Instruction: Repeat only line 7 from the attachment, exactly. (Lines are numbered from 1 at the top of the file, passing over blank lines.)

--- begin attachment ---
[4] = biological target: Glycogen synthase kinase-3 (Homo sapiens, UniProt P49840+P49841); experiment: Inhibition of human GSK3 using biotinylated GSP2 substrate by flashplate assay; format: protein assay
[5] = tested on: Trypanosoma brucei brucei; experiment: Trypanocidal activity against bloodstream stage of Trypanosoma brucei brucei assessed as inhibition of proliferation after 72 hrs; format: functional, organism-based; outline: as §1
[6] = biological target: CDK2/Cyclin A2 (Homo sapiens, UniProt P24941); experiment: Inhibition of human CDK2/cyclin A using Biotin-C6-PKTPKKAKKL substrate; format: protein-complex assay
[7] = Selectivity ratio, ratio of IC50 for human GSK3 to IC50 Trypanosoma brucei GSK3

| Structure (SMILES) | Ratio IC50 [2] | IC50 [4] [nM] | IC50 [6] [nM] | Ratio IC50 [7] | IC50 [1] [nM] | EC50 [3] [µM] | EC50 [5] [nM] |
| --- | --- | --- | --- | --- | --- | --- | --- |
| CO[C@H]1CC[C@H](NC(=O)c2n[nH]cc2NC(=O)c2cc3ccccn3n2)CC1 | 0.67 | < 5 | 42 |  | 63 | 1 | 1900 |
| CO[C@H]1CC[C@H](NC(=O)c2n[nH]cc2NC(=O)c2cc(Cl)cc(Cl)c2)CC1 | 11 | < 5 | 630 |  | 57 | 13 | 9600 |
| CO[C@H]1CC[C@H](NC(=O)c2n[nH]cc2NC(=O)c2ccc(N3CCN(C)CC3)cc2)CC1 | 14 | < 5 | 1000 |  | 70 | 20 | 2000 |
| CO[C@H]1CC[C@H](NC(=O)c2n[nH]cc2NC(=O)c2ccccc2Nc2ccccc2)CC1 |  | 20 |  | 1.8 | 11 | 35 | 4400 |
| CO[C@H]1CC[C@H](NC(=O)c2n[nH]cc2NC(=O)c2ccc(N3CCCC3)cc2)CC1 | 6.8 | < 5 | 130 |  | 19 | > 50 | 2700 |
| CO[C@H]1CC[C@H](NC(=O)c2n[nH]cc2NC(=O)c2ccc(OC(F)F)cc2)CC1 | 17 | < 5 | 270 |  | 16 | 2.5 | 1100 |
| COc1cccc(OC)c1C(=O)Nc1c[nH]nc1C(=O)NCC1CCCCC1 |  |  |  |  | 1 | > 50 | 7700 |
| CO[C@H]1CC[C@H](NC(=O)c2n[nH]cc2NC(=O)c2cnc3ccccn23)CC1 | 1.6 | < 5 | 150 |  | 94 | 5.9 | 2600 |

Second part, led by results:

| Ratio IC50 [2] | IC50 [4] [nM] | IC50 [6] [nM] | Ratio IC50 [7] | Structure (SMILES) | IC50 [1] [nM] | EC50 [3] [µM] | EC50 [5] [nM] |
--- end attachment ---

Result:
| CO[C@H]1CC[C@H](NC(=O)c2n[nH]cc2NC(=O)c2cc3ccccn3n2)CC1 | 0.67 | < 5 | 42 |  | 63 | 1 | 1900 |